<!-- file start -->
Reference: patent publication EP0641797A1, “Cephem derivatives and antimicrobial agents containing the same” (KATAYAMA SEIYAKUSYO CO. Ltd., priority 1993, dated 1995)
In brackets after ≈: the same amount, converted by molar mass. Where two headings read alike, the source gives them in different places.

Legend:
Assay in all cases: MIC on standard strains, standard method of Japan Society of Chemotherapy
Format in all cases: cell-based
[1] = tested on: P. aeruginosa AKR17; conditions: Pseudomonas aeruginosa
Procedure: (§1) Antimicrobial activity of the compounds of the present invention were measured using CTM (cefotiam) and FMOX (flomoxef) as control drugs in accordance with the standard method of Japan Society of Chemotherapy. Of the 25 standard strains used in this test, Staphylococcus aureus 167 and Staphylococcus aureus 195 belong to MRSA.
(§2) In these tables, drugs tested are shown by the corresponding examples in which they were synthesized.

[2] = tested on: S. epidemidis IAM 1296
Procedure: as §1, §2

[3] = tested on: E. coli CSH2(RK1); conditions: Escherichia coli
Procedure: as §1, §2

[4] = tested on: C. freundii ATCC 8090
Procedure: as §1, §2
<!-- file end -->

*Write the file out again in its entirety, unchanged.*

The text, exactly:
Reference: patent publication EP0641797A1, “Cephem derivatives and antimicrobial agents containing the same” (KATAYAMA SEIYAKUSYO CO. Ltd., priority 1993, dated 1995)
In brackets after ≈: the same amount, converted by molar mass. Where two headings read alike, the source gives them in different places.

Legend:
Assay in all cases: MIC on standard strains, standard method of Japan Society of Chemotherapy
Format in all cases: cell-based
[1] = tested on: P. aeruginosa AKR17; conditions: Pseudomonas aeruginosa
Procedure: (§1) Antimicrobial activity of the compounds of the present invention were measured using CTM (cefotiam) and FMOX (flomoxef) as control drugs in accordance with the standard method of Japan Society of Chemotherapy. Of the 25 standard strains used in this test, Staphylococcus aureus 167 and Staphylococcus aureus 195 belong to MRSA.
(§2) In these tables, drugs tested are shown by the corresponding examples in which they were synthesized.

[2] = tested on: S. epidemidis IAM 1296
Procedure: as §1, §2

[3] = tested on: E. coli CSH2(RK1); conditions: Escherichia coli
Procedure: as §1, §2

[4] = tested on: C. freundii ATCC 8090
Procedure: as §1, §2